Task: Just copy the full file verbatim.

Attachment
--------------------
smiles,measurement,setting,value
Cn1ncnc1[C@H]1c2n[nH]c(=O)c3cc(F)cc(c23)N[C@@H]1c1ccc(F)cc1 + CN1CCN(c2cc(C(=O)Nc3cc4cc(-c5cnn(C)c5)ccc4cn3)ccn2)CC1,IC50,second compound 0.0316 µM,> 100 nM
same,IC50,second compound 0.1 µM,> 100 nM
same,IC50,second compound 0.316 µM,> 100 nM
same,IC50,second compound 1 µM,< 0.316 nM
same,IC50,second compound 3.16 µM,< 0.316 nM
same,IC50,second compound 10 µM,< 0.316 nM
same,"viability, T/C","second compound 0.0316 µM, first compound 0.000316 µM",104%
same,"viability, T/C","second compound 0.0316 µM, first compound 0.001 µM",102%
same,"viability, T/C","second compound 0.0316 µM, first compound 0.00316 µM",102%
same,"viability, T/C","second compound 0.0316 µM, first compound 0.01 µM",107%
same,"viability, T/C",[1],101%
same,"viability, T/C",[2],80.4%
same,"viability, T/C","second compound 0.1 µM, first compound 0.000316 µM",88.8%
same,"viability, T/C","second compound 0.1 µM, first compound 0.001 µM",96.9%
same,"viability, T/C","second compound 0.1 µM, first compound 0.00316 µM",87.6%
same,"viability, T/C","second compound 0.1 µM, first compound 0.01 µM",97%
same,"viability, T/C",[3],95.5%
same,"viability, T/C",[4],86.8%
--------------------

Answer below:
smiles,measurement,setting,value
Cn1ncnc1[C@H]1c2n[nH]c(=O)c3cc(F)cc(c23)N[C@@H]1c1ccc(F)cc1 + CN1CCN(c2cc(C(=O)Nc3cc4cc(-c5cnn(C)c5)ccc4cn3)ccn2)CC1,IC50,second compound 0.0316 µM,> 100 nM
same,IC50,second compound 0.1 µM,> 100 nM
same,IC50,second compound 0.316 µM,> 100 nM
same,IC50,second compound 1 µM,< 0.316 nM
same,IC50,second compound 3.16 µM,< 0.316 nM
same,IC50,second compound 10 µM,< 0.316 nM
same,"viability, T/C","second compound 0.0316 µM, first compound 0.000316 µM",104%
same,"viability, T/C","second compound 0.0316 µM, first compound 0.001 µM",102%
same,"viability, T/C","second compound 0.0316 µM, first compound 0.00316 µM",102%
same,"viability, T/C","second compound 0.0316 µM, first compound 0.01 µM",107%
same,"viability, T/C",[1],101%
same,"viability, T/C",[2],80.4%
same,"viability, T/C","second compound 0.1 µM, first compound 0.000316 µM",88.8%
same,"viability, T/C","second compound 0.1 µM, first compound 0.001 µM",96.9%
same,"viability, T/C","second compound 0.1 µM, first compound 0.00316 µM",87.6%
same,"viability, T/C","second compound 0.1 µM, first compound 0.01 µM",97%
same,"viability, T/C",[3],95.5%
same,"viability, T/C",[4],86.8%